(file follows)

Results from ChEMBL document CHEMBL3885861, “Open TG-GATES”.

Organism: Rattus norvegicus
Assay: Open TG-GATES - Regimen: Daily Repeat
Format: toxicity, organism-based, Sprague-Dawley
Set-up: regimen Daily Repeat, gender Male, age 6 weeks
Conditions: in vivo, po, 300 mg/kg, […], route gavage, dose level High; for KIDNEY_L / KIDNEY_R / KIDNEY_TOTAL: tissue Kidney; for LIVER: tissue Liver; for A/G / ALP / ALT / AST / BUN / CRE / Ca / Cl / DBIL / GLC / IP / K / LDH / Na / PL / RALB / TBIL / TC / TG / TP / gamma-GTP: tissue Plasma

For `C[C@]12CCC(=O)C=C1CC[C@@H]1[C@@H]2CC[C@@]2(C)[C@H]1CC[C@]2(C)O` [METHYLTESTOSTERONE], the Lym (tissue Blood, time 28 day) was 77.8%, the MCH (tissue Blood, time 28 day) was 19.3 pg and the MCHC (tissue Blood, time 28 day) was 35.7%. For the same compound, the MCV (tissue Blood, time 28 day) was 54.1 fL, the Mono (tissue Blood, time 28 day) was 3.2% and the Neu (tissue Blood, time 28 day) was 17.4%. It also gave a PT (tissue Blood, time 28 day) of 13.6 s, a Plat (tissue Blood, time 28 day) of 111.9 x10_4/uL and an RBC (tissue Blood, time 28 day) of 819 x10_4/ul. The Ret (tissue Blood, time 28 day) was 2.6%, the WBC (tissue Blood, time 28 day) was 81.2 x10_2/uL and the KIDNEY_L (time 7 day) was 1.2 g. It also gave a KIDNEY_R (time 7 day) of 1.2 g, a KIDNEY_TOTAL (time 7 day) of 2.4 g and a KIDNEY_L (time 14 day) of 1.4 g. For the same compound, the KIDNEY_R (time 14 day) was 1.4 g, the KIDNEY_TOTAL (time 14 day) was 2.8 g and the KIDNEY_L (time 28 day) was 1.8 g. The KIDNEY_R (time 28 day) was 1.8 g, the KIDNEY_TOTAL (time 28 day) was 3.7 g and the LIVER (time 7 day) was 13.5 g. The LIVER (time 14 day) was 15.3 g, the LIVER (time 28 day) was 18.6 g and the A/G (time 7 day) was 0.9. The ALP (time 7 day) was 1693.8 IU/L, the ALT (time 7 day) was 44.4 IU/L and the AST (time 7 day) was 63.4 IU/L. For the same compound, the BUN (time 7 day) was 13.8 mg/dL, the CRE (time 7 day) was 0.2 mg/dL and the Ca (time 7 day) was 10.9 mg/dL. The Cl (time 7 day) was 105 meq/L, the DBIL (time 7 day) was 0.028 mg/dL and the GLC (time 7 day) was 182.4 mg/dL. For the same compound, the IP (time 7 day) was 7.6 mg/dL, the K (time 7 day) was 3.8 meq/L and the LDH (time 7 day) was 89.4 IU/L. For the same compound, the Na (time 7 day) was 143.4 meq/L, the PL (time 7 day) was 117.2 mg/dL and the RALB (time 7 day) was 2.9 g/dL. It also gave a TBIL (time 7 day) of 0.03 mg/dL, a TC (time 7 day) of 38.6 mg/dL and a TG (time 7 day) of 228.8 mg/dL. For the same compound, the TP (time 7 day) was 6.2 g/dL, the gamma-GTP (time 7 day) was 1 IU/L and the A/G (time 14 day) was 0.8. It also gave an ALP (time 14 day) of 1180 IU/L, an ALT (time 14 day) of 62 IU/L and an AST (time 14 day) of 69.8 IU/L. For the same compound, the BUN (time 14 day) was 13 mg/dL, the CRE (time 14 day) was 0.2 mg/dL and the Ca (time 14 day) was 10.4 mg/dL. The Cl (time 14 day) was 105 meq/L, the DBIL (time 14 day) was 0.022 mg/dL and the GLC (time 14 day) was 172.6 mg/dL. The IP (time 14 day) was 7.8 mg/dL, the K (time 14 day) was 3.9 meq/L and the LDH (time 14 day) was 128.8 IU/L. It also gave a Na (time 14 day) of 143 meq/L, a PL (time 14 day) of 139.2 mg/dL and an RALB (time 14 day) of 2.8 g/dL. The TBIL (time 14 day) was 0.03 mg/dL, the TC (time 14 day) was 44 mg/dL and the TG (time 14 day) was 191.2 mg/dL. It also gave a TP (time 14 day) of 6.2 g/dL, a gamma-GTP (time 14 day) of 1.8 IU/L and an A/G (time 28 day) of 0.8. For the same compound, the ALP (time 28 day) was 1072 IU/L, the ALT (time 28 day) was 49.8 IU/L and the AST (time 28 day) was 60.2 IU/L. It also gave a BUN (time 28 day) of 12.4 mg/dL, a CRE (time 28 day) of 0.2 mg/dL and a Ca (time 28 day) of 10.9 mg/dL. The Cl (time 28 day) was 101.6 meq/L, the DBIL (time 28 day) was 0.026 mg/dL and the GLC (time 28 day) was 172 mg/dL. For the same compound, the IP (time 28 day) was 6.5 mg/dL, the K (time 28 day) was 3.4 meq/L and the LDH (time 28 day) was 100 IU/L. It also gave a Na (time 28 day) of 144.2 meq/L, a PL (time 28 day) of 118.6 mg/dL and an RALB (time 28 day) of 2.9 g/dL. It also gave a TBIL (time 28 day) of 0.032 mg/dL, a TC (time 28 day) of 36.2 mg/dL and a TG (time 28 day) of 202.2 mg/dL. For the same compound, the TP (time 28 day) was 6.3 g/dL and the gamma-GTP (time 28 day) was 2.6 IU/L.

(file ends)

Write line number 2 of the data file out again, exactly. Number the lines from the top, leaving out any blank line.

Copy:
Organism: Rattus norvegicus